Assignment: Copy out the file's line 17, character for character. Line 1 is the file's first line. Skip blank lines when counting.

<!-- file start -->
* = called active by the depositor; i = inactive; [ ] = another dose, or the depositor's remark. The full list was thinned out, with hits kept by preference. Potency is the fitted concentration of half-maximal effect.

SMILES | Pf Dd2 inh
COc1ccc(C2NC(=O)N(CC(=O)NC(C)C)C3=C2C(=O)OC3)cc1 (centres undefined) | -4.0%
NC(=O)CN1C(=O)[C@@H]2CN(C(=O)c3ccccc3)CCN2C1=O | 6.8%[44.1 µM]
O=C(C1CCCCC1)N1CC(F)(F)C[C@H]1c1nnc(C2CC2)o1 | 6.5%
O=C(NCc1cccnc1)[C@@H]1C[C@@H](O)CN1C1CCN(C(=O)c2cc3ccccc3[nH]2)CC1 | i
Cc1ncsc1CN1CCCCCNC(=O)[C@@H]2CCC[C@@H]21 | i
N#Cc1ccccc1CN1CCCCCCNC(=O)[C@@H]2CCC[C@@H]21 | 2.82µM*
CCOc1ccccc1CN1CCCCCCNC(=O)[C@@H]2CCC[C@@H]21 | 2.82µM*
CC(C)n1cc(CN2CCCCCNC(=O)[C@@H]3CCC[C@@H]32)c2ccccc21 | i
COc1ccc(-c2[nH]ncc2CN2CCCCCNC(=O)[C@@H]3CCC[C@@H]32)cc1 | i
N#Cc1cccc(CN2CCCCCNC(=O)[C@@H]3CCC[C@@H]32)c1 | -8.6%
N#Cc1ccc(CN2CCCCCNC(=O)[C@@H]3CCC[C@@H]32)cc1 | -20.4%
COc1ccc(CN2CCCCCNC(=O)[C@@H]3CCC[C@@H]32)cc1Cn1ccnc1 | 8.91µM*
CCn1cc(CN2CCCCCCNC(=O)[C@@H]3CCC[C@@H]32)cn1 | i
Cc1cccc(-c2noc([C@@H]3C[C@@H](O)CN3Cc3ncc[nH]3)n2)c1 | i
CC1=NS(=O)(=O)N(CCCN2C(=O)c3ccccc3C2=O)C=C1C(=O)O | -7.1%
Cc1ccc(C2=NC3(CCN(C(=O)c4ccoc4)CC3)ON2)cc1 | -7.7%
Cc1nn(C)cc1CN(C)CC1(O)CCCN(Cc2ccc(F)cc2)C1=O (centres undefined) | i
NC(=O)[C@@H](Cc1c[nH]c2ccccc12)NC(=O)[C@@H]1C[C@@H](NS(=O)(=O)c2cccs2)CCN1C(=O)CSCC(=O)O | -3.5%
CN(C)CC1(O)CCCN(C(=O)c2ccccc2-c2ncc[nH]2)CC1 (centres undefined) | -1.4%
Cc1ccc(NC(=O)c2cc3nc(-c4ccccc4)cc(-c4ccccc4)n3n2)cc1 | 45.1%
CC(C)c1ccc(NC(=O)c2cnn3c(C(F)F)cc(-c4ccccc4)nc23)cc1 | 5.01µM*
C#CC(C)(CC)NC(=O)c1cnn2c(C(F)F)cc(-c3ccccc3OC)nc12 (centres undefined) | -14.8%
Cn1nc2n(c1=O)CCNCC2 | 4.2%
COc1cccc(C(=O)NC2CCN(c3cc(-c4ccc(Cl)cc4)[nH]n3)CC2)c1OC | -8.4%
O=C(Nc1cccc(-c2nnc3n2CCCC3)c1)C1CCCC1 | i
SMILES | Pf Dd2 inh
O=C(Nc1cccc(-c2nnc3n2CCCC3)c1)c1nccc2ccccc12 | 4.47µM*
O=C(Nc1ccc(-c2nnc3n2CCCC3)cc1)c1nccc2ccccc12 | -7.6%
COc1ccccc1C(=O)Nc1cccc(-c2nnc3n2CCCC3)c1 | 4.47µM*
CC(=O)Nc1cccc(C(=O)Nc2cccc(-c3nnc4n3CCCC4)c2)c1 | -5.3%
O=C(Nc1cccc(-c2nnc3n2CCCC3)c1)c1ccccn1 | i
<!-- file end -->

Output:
CC1=NS(=O)(=O)N(CCCN2C(=O)c3ccccc3C2=O)C=C1C(=O)O | -7.1%